stephanotis question

Discussion in 'Indoor and Greenhouse Plants' started by soccerdad, Oct 27, 2007.

  1. soccerdad

    soccerdad Active Member 10 Years

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    I planted some stephanotis (a.k.a Madagascar jasmine) seeds last January. I fear that they may be growing more than they should.

    They are under lights and I water them regularly. One of them is 17" tall. It is growing at about 1" a week. That seems very nice. But I have read that if they do not get a winter dormant period, and grow all winter, they will not flower next spring - presumably because their natural cycle has been disrupted.

    Any comments?
     
  2. soccerdad

    soccerdad Active Member 10 Years

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    I don't recall exactly when I posted this - "one week ago" seems suspect - but the one that was 17" tall is now 25" tall, so my "1" per week' estimate was a trifle low. I have stopped watering it and we will see if I can slow it down.
     
  3. soccerdad

    soccerdad Active Member 10 Years

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    Plant has now grown to 31". A buddy of mine used to refer to "The Monster that Devoured Cleveland" as if it were some old movie; I wonder if it was a stephanotis.
     
  4. newbieplantlover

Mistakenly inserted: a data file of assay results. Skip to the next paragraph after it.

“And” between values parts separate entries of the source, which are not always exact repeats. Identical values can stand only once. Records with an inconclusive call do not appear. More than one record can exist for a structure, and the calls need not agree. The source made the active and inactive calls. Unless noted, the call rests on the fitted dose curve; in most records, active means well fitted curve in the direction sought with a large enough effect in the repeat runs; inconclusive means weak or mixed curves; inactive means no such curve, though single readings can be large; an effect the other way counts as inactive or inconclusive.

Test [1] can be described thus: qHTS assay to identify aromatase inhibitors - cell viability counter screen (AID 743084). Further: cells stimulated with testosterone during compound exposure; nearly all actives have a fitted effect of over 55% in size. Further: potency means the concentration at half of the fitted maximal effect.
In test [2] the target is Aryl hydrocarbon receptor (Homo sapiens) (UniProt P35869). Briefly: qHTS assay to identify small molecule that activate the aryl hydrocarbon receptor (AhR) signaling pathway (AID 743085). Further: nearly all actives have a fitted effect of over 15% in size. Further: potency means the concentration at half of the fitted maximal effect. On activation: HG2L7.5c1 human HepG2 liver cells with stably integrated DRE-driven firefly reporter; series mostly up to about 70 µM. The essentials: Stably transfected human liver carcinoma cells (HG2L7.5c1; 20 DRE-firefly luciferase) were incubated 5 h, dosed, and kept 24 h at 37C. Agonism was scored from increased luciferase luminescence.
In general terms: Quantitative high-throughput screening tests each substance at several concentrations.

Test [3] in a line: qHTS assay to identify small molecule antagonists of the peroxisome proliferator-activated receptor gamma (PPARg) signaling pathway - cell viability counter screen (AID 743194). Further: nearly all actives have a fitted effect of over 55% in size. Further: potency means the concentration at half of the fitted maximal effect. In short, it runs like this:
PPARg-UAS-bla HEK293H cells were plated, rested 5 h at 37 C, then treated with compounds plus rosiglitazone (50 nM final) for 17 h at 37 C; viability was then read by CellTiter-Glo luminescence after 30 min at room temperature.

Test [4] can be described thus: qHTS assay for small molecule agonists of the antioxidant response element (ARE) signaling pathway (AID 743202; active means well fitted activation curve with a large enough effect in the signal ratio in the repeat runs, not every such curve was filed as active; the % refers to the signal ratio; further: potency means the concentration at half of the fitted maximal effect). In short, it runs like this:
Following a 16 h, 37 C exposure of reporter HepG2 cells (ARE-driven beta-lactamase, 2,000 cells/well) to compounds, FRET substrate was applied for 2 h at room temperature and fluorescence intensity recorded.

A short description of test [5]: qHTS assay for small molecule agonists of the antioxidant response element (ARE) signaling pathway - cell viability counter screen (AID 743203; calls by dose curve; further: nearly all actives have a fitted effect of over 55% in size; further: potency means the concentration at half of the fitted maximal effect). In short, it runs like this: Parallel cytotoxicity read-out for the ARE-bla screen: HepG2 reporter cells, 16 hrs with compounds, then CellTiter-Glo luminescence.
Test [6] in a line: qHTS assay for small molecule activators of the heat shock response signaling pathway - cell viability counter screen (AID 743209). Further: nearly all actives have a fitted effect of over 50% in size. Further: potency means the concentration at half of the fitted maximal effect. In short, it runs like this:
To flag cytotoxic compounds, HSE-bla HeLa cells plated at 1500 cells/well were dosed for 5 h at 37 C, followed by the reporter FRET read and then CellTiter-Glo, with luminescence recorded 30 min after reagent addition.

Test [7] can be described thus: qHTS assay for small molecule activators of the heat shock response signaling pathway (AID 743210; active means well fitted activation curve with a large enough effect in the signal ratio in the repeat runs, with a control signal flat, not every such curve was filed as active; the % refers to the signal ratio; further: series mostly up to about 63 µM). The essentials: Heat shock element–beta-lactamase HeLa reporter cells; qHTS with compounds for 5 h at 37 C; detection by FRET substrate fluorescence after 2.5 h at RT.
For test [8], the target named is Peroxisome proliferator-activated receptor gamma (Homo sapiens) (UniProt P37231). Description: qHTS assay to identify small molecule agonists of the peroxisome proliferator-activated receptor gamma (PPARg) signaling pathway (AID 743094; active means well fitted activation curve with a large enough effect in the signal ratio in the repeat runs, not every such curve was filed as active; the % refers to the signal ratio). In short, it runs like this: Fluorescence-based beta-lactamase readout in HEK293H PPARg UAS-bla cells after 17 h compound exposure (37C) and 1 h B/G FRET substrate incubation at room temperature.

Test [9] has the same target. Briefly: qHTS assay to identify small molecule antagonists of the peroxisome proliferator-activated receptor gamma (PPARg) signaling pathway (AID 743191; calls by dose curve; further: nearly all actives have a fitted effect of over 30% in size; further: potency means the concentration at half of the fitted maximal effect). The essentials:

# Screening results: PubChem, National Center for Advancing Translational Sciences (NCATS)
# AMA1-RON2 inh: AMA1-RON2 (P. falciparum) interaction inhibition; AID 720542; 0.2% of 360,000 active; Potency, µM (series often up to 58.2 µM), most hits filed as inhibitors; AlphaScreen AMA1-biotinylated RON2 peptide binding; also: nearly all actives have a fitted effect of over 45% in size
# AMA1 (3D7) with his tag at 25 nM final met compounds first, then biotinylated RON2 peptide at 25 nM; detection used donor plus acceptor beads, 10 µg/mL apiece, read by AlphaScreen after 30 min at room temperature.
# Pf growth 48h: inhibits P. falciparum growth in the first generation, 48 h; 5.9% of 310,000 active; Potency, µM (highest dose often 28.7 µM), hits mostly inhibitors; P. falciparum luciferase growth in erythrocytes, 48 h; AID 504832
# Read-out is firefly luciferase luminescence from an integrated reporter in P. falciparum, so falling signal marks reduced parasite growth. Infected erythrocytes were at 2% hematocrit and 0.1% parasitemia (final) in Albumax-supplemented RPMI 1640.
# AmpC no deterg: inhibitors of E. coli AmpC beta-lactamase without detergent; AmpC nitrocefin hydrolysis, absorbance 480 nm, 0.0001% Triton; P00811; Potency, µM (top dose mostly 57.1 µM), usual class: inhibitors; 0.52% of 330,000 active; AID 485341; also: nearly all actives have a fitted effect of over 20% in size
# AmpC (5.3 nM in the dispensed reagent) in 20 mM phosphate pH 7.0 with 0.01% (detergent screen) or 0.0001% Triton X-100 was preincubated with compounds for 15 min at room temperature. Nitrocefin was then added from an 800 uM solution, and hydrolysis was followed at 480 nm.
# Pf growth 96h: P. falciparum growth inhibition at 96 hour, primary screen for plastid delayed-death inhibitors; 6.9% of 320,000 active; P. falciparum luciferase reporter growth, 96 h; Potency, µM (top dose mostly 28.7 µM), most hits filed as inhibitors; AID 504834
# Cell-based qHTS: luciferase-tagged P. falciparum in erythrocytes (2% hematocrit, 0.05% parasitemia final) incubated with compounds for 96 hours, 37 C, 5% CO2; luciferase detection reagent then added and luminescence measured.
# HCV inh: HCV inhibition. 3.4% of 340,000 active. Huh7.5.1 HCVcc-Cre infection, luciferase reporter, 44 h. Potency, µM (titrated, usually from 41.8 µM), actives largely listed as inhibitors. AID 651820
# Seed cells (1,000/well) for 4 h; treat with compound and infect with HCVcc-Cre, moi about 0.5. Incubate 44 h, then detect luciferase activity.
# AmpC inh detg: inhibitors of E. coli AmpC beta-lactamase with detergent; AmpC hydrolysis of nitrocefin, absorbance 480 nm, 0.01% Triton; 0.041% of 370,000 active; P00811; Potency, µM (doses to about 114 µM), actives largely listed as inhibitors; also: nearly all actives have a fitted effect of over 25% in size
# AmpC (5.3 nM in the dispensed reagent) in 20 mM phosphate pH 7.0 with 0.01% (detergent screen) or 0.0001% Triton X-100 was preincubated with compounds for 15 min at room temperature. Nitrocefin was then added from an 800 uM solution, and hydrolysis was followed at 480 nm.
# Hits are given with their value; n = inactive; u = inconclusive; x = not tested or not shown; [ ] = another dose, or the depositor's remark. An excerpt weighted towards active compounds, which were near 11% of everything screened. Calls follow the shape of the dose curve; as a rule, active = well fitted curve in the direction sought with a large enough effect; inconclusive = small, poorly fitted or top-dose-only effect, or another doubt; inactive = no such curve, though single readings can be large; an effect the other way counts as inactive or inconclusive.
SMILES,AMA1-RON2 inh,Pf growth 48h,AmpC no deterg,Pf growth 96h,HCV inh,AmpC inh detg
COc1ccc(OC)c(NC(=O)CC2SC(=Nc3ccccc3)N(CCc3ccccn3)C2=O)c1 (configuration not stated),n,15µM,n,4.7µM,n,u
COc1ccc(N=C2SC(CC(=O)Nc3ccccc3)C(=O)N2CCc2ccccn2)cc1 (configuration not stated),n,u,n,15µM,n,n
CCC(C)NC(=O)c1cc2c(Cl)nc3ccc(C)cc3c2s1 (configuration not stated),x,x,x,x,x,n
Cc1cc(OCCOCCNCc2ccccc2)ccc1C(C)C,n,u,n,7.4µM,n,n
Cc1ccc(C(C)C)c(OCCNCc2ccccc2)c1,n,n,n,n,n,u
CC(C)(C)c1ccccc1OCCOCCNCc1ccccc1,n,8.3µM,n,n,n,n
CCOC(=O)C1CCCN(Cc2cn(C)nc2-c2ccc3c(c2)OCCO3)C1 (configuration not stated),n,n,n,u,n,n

newbieplantlover Active Member

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    Im jealous, mine grows soooo slow. I think its only grown maybe an inch since I got it in June.
     
  5. markinwestmich

    markinwestmich Active Member

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    http://hibiscus-sinensis.com/tropical/stephanotis.htm

    Nature has a way of inducing dormancy. The plant will know when it is time. I have heard of indoor-grown plants that skip dormancy on a particular year, but will definitely go into dormancy the following year. As you probably know, flowering tends to exhaust the plant's reserves, so dormancy will likely occur...if not this year, the next. My sources confirm your concerns with regards to the lack of flowering if it does not go into dormancy.

    You may want to induce dormancy by moving the plant to a cooler location with less light. I have moved some of my plants to the basement that seem to be "late" with their dormancy.

    Mark
     
  6. soccerdad

    soccerdad Active Member 10 Years

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    I planted 4 at the same time, and have kept them side-by-side, so they have experienced exactly the same conditions since birth. Three of them are about 11" tall but this one started to grow rapidly at about that point. Hope that does not reflect some problem.